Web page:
Tristram Shandy: A Cock and Bull Story Michael Winterbottom

Tristram Shandy: A Cock and Bull Story Michael Winterbottom
Tristram Shandy's reputation is, sad to say, a tad inflated. Much has been made of the film's inventiveness in "adapting" the "un-filmable" 18th century Laurence Sterne novel, which blends the author's non-tale with that of a partly improvised "behind the scenes" narrative.

This naturally leads to comic celebrity Steve Coogan having many self-obsessed star moments while trading passive-aggressive remarks with the insecure (and second-billed) Rob Brydon. I can't vouch for its gloss on the book but I can note the level of comedy, which has its moments but gets bogged down too often in the very self-regard it sets out to satirise.

Coogan has a girlfriend and a baby, a serious attraction to PA Naomie Harris and a problem with the giant womb they've constructed for his birth but, except for a few choice asides, it doesn't say anything that we haven't already heard from a million "making of" docs or withering mockumentaries.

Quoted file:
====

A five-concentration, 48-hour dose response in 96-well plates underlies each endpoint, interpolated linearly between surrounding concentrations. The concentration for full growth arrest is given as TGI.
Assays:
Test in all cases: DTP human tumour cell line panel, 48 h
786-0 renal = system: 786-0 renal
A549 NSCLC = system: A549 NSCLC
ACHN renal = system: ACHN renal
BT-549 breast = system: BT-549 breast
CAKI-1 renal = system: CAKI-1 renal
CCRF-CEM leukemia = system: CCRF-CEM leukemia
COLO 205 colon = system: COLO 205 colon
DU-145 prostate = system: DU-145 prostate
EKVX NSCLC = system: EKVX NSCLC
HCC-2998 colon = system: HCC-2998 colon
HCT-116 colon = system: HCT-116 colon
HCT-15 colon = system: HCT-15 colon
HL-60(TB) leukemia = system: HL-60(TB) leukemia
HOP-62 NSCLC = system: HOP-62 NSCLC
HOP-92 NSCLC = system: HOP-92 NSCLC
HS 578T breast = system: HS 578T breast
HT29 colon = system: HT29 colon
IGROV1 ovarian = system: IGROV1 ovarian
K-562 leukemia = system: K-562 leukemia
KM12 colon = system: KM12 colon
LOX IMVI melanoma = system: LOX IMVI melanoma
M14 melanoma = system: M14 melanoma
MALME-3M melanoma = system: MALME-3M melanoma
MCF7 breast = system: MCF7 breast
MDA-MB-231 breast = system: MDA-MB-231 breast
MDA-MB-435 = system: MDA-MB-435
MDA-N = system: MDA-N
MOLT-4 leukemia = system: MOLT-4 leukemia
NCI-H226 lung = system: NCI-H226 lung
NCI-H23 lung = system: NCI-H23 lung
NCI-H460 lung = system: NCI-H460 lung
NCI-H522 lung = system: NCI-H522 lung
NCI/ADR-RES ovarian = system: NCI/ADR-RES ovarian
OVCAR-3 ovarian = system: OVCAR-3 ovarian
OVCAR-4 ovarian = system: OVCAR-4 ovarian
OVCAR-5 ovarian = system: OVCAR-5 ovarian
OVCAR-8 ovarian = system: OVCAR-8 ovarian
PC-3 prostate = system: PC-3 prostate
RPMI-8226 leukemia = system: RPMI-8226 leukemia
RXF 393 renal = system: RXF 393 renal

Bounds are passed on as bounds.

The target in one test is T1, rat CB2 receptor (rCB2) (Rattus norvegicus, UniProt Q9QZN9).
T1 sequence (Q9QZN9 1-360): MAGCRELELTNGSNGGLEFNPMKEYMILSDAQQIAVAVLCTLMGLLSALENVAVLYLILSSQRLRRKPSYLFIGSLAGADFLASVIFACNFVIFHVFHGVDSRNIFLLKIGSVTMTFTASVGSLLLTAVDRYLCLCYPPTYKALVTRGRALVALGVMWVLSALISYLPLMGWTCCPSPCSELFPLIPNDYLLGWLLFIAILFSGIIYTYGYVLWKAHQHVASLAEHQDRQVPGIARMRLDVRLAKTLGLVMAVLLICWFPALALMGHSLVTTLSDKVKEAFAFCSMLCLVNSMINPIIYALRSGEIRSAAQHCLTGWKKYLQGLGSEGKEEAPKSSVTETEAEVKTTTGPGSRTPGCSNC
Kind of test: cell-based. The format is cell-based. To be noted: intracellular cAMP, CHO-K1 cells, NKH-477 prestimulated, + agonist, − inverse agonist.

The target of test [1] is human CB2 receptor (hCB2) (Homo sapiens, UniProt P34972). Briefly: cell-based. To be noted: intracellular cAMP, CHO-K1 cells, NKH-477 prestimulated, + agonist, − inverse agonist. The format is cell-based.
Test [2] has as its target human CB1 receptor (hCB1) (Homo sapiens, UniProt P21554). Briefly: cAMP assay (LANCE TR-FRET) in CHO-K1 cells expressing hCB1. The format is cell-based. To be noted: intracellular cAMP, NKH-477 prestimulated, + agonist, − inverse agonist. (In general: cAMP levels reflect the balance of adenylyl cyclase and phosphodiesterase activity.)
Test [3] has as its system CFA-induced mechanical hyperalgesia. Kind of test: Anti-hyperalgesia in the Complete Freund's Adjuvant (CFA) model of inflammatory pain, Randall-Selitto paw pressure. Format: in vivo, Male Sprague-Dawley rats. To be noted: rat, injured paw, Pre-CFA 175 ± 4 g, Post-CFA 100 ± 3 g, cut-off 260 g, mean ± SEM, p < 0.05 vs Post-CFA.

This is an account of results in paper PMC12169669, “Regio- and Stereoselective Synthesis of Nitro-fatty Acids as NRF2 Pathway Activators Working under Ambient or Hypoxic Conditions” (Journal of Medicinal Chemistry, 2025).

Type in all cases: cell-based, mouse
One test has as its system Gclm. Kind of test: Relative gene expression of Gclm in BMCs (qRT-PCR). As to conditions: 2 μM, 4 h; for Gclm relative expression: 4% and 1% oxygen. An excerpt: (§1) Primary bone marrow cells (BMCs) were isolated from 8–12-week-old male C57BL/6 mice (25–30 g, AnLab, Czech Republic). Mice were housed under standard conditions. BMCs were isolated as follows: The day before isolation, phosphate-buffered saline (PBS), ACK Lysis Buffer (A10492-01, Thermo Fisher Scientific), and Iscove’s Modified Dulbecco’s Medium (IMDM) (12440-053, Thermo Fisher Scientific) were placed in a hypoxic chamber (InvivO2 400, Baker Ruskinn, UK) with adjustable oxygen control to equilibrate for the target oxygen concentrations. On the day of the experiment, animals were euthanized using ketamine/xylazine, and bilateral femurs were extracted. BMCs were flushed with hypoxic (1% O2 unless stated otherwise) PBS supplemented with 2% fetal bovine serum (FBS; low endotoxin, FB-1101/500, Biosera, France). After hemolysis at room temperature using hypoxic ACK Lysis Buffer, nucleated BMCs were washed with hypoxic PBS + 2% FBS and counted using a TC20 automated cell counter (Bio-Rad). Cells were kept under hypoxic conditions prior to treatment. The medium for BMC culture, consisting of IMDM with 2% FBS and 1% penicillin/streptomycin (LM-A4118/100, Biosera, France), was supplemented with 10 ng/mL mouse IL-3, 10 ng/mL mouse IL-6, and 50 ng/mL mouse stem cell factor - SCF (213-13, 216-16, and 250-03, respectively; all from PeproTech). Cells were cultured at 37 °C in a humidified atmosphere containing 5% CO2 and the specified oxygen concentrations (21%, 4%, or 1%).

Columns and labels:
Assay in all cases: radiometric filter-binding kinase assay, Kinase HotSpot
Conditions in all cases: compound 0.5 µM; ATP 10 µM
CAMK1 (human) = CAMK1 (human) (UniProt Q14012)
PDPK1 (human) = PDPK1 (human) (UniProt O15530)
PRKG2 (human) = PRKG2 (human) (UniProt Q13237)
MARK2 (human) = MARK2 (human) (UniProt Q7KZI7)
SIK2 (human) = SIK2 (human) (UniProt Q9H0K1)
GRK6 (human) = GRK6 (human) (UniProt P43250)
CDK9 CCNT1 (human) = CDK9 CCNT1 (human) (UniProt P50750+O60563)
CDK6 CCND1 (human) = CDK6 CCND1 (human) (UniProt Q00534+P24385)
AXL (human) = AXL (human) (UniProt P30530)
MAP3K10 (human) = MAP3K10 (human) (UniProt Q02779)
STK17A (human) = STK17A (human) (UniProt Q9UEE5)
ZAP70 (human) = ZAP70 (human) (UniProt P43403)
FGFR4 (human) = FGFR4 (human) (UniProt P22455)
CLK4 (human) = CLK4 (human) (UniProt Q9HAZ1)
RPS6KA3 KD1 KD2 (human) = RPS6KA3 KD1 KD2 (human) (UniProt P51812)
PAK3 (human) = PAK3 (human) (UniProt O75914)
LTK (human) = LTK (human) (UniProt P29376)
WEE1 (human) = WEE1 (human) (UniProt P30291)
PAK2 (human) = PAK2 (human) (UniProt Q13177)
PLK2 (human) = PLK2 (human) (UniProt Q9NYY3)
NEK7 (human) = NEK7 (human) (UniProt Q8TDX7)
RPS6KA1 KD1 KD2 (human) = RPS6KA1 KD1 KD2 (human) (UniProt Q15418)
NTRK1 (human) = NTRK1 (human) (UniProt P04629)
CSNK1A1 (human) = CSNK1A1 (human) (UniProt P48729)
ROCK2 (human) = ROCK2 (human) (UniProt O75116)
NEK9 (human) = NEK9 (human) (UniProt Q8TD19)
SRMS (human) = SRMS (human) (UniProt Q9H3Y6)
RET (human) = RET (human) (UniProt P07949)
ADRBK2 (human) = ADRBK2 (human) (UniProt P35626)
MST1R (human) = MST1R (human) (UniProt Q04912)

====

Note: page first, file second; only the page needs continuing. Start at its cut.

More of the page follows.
Though Coogan and Brydon never let down their guards for a moment in their seamless performances (and the rest of the cast follows suit with ironclad turns), a clubby film colony atmosphere descends upon the film and makes it as annoying as it is fitfully amusing.

Its take on moviemaking is less satiric than narcissistic, with no new tale to tell, and while the intentional self-absorption is a riot, the unconscious stuff is irritating. The whole thing recalls Tony Richardson's Tom Jones in its self-conscious attempts to "punch up" a classic, and though Shandy's a cut above that I predict that it will age just as gracelessly as the long-forgotten Oscar winner. Trainspotters: note the cameos by Gillian Anderson and Stephen Fry. (Alliance Atlantis)